I will point out that shooting all the A7R II is a little Frustrating in comparison to pro-quality bodies such as the Nikon D810 or Canon 5D MK III. Our primary complaint is that the shutter button. It’s a squishy mess, with almost a complete millimeter of travel. That would not be the end of the planet since there’s lots of space to obtain the half-press to trigger autofocus. The issue is there’s a defined half-press, a defined point where the shutter activates, and afterward, there’s another half-millimeter of travel that accomplishes nothing. It’s like driving a manual transmission using a brand-new clutch which activates immediately; your instinct is always to place it to the ground, though it doesn’t do anything.

Again, it’s not a large issue, but something as essential as the shutter button should be perfect. Similarly, some of the controls do not feel as intuitive as they should. By way of instance, during playback, if you would like to zoom in to assess focus you will need to first press the “zoom” button, which is just barely reachable with your thumb. This is a camera using three controller dials, all which just scroll through images by default. Could they not just make 1 dial zoom by default?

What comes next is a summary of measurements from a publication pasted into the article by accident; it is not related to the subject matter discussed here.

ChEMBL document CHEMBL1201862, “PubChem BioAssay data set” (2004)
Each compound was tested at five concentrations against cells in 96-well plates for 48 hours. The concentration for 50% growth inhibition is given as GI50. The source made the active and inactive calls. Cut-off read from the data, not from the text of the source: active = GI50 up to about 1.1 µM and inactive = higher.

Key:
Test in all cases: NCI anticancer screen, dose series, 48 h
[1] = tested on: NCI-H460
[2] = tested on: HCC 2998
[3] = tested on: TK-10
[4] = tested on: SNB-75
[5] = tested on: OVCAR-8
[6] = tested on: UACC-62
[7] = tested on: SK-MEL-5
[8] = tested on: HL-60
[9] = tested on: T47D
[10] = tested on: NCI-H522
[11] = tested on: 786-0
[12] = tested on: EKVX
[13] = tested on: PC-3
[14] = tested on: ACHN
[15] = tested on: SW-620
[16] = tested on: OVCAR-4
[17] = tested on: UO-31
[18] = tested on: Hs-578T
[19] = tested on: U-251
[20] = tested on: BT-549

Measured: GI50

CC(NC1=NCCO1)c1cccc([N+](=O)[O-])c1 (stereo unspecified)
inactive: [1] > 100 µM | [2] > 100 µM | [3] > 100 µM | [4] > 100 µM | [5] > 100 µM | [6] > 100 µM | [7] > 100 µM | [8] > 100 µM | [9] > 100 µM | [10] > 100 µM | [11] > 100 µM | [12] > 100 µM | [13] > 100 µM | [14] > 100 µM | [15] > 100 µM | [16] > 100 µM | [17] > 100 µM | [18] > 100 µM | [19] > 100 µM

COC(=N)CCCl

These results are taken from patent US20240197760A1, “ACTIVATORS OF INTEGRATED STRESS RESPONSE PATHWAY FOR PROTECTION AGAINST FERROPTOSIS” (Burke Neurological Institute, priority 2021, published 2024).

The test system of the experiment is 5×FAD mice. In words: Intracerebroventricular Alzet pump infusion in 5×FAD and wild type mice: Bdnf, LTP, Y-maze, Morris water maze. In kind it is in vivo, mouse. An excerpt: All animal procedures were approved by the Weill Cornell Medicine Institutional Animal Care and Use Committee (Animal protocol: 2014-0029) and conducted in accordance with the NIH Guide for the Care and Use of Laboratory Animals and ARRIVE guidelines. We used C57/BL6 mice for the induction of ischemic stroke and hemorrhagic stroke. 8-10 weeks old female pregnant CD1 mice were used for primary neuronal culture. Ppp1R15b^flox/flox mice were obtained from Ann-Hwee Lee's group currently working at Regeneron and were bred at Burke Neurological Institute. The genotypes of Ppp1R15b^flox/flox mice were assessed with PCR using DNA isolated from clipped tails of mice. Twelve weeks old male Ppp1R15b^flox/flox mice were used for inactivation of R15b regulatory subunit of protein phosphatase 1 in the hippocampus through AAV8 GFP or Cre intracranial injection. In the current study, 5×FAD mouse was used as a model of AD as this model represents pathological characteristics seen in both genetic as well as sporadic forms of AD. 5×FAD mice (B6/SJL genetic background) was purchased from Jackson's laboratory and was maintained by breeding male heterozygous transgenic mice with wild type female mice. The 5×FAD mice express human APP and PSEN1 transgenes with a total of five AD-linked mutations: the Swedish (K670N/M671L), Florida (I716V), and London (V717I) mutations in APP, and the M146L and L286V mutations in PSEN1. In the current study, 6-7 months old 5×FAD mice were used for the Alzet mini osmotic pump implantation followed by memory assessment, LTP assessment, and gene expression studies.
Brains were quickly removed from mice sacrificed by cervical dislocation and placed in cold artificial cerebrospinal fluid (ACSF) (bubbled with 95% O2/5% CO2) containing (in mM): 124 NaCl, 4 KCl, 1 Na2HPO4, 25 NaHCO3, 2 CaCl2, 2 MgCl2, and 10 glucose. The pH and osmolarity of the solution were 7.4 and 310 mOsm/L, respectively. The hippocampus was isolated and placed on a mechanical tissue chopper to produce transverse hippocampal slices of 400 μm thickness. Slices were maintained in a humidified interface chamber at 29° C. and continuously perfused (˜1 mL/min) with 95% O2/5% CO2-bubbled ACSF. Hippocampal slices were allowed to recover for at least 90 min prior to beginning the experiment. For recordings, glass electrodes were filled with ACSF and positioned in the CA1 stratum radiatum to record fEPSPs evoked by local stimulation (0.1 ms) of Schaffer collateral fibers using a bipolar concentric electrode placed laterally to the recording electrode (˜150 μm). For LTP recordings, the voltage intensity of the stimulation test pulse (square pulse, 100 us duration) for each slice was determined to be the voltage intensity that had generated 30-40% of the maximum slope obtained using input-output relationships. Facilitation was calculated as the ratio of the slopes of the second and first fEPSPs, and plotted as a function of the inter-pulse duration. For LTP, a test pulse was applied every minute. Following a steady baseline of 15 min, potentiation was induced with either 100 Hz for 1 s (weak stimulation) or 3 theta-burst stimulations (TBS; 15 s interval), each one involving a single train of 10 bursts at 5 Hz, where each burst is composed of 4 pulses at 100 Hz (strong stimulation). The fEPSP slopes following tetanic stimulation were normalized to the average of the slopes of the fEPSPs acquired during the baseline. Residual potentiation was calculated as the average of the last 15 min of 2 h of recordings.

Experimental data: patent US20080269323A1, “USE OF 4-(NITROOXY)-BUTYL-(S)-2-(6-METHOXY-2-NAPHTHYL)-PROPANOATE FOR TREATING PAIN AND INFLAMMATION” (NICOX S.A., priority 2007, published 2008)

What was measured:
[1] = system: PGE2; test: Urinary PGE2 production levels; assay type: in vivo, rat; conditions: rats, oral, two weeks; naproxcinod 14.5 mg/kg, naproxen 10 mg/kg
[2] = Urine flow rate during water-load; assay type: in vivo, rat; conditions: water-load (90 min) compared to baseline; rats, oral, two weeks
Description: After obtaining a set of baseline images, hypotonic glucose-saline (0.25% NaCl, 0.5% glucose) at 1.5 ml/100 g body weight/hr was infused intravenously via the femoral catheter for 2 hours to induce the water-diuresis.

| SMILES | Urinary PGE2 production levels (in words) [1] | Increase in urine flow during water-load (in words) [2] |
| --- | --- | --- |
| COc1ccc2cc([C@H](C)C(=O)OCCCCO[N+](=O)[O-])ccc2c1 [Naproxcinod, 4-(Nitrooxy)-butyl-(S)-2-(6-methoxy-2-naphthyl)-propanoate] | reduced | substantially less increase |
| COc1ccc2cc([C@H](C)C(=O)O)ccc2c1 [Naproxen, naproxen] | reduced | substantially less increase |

They are small complaints, but if you are on assignment on An occasion they inevitably harvest. While I did not miss any shots, I mostly consider myself blessed. The autofocus was hit or miss, and I swore to myself a couple times hoping to alter some of those less-basic settings on the fly. The stabilization and superb high ISO performance enabled some shots I would have otherwise missed, but the nagging sense that I’d miss a minute while I am fiddling with a gummy controller never abandoned me.

Where this camera really shines is in the studio. When you Aren’t coping with unpredictable lighting and subjects, lots of those little nagging worries about shooting from the window. This is the point where the A7R II is totally free to perform its best work, setting the superb picture sensor to great use.

Features

1 thing is quite obvious: The A7R II is stuffed to the gills Together with features–some useful, others not so much better. Items such as 4K movie, a monster 42.4-megapixel sensor, incredible in-body image stabilization, and in-viewfinder focus assist all make for a flagship-level camera. And though the A7R II isn’t the fastest with its burst speed of 5.5 frames per second, it’s vastly improved over the first. It’s like day and night.

For starters, the 5-axis picture stabilization works fantastically well. Brought into the Alpha line of cameras with the release of this A7 II, this feature does a fantastic job of removing the ill effects of shaky hands at low shutter speeds. Obviously, this is excellent news for shooting stills in low light, but it’s also stellar for videographers, also.